All their endeavors have been highly successful, keeping Cuban music alive and valued.    These revered artists were filled with wonder right up to the ends of their lives about how much their audiences have loved their songs.  Ry Cooder won a Grammy for his CD, Wenders’ documentary was nominated for an Academy Award, Ibrahim Ferrer was awarded three Grammies but was denied a visa to attend the ceremony in 2003, and Gonzalez, Portuondo, and Ferrer received the Order of Felix Varela, Cuba’s highest cultural honor.  Compay played his last show only two weeks before his death, and Ibrahim Ferrer’s was only four days before his death.
     After d├ętente, the Orquesta Buena Vista Social Club was invited to play at the White House in 2015, hosted by President Obama and Vice President Biden.  They ended their tour in Havana in 2016.  As of 2017, Portuondo was still on tour at age 86.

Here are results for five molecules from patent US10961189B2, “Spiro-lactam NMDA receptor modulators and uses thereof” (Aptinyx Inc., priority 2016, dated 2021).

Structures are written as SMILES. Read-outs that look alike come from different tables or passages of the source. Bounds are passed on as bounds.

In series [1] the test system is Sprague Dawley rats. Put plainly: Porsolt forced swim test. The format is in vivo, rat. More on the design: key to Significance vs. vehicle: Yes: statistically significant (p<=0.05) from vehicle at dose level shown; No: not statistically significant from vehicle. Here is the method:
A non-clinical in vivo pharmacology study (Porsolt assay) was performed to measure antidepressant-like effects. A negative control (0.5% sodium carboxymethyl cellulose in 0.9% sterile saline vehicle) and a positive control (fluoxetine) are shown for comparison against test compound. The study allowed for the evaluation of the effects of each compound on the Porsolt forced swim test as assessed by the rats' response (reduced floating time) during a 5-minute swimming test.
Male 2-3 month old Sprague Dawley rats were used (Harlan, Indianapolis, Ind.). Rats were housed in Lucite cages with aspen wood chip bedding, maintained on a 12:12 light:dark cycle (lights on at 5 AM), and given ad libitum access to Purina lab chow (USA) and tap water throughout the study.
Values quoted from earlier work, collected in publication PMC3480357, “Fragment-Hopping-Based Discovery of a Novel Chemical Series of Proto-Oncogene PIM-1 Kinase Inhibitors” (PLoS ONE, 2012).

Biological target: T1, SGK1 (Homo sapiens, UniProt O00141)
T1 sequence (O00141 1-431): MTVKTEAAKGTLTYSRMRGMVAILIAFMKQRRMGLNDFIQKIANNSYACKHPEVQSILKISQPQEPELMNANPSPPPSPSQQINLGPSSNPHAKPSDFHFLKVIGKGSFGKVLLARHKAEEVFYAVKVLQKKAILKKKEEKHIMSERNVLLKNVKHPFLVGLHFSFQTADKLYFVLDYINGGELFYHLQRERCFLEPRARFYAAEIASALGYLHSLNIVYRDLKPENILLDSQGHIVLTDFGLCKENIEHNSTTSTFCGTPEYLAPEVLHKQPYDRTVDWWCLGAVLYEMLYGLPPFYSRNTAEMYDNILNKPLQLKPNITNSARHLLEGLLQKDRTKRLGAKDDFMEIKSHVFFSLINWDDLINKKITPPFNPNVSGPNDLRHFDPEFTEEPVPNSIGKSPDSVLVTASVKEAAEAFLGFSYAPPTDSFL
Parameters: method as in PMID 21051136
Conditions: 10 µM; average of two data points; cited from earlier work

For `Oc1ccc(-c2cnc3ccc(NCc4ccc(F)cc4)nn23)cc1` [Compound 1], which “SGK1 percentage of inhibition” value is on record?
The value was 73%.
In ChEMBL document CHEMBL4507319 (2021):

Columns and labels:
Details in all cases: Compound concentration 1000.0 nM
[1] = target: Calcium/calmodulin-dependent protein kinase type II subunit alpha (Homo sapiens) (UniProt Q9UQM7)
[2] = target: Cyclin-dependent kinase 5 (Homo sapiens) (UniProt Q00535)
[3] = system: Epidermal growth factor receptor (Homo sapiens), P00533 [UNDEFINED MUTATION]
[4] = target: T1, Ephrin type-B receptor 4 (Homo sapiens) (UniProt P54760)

Walker’s documentary does not contain much information that is new, but can be praised for its highlights of the lives of dedicated musicians, for whom music is life, and for its revitalization of a beloved musical genre and the Cuban ethos and spirit.

The Cuban musical phenomenon across the years.

Grade:  Grade:  B                                    By Donna R. Copeland


Dwayne Johnson   Zac Efron   Priyanka Chopra   Alexandria Daddario   Kelly Rohrbach
Lifenesh Hadera   Jon Bass   Yahya Abdul-Mateen II   Rob Huebel

      This is a fun romp in the sun with criminal intrigue mixed in.  Based on the TV show with the same name years ago (1989-2001), the contemporary film is able to accentuate the sexiness of the characters with more freedom, and inserts a major drama that is able to grab your attention and hold it.  Regarding the former, it does feel repetitive in the beginning with so many close-ups of backsides and cleavages and constant double entendres.  Some of the dialog is just too smart and glib to sound realistic.  Perhaps these are what make a movie sell, but I wish it weren’t so.